01/12/2008 - Results
The main opposition party the Social Democratic Party (PSD) led by Mircea Geoana allied to the Conservative Party (PC) led by Dan Voiculescu won the Romanian parliamentary elections on 30th November slightly ahead of the Democratic Liberal Party (PD-L) led by President of the Republic Traian Basescu.
The PSD won 33.09% of the vote in the general elections and 34.16% in the senatorial elections whilst the PD-L won 32.36% and 33.57%. The National Liberal Party (PNL) led by outgoing Prime Minister Calin Popescu-Tariceanu came third with 18.57% and 18.74%. Finally the Democratic Union of Hungarians in Romania (UDMR), a member of the outgoing coalition and led by Marko Bela won 6.17% and 6.39% thereby becoming the 4th party represented in Parliament.
However the seat distribution system does not correspond to that of the votes.
In spite of its victory in terms of votes the Social Democratic Party has won less seats in both assemblies of Parliament than the Democratic Liberal Party: the PDS has won 114 MPs seats and 49 Senators seats against 115 and 51 for the PD-L respectively; the National Liberal Party has won 65 and 28, the Democratic Union of Hungarians in Romania 22 and 9.
The other parties and notably the far right Greater Romania Party (PRM) which has 48 seats in the Chamber and 21 in the Senate in the previous term in office and which had been in Parliament since 1996 – failed to win the vital 5% of the vote to enter parliament. "I shall take my political retirement," announced Gigi Becali, who is also the owner of the football club Steaua Bucarest.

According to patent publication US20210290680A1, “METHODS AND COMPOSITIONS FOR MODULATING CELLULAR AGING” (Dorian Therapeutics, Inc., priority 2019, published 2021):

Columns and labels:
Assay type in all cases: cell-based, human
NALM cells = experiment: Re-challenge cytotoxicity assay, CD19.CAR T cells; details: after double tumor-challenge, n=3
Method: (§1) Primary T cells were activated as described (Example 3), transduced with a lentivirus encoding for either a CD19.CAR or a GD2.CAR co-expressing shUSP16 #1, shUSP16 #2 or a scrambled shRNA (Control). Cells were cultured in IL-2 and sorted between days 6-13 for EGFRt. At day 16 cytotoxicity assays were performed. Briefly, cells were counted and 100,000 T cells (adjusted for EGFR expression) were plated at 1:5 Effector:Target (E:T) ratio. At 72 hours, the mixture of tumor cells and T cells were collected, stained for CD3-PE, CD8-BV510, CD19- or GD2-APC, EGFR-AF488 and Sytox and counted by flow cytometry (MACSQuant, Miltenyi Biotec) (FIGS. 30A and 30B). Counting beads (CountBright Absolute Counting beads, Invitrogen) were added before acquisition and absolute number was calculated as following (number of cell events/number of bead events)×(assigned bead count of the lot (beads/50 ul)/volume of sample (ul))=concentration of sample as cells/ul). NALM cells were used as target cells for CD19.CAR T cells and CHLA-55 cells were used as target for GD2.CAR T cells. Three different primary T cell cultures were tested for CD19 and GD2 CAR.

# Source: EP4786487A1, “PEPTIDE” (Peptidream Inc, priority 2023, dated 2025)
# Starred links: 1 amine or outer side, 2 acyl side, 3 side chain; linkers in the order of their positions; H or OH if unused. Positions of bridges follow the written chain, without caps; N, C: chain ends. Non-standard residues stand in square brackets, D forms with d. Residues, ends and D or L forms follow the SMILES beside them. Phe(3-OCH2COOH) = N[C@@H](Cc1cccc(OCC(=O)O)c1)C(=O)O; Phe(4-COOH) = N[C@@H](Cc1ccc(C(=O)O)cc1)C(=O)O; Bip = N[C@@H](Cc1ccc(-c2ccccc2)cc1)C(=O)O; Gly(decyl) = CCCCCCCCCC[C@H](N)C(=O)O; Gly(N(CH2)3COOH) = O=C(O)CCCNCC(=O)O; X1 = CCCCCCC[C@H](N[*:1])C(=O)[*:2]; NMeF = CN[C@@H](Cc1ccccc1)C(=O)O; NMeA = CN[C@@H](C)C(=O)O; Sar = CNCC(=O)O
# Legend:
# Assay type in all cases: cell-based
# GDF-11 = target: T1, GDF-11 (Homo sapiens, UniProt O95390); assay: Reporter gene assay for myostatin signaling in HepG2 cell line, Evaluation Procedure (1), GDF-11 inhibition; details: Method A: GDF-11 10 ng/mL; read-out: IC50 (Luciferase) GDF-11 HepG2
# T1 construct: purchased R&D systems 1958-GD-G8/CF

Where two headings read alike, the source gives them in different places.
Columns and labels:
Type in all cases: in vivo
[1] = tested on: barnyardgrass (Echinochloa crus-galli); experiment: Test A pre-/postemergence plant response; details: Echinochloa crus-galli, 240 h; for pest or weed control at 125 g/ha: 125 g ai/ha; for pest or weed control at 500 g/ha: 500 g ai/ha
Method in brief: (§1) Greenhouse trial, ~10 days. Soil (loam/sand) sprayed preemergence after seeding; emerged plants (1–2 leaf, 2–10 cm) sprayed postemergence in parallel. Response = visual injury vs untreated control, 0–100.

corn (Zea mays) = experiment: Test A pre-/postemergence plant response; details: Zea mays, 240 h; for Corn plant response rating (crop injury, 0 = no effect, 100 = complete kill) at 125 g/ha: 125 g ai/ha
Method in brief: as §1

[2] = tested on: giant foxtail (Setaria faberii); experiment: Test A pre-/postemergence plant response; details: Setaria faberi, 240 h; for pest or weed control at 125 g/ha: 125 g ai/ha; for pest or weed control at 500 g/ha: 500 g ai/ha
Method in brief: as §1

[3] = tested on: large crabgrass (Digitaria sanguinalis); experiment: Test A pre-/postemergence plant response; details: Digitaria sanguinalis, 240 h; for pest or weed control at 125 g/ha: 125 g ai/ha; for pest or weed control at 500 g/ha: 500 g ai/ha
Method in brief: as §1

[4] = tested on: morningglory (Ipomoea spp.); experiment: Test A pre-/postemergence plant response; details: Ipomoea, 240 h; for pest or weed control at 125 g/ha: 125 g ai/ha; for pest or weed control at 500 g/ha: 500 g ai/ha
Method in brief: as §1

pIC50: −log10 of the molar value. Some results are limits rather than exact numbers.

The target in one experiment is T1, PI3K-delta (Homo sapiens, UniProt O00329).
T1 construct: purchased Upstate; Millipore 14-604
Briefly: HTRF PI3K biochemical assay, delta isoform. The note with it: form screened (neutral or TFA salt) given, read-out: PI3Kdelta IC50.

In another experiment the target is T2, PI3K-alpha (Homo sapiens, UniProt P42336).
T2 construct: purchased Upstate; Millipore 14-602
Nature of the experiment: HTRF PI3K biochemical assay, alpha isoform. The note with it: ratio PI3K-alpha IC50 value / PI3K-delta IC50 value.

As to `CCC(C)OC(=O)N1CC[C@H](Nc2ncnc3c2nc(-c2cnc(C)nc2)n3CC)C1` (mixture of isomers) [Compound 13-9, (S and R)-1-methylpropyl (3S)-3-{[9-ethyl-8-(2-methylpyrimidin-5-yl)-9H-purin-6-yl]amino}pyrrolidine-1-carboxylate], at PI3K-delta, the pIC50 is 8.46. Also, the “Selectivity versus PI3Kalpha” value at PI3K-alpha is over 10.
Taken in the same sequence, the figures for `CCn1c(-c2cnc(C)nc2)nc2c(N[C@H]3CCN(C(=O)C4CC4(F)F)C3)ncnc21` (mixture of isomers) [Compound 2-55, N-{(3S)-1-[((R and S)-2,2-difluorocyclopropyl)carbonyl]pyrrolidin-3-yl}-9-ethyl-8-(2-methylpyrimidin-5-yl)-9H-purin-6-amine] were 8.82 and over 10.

Turn out was at its lowest rate ever since the fall of Communism – 39.26% i.e. -17.24 points in comparison with the election on 28th November 2004. Rural voters (44.24%) were the greatest in number to fulfil their civic duty in comparison with their urban counterparts (35.63%).
On 28th November Romanian President Traian Basescu had however called on his countrymen to go to ballot. "My message to the Romanians is the following: Vote! The international economic crisis is affecting Romania and its effects will still be felt over the coming months. This is why we need a parliament that represents all Romanians and which is able to counter the effects of the crisis," he declared recalling that people had died so that Romanians could exercise their right to vote in total freedom.
These parliamentary elections were taking part for the first time according to a mixed majority system. Voters selected individual candidates and they did not use the proportional system in support of lists drawn up by the political parties. According to the polls the Romanians like this new voting method. "It would be simplistic to think that a change in voting system would change the political classes overnight," said former President of the Republic (1989-1996 and 2000-2004) Ion Iliescu who put an end to his political career this year.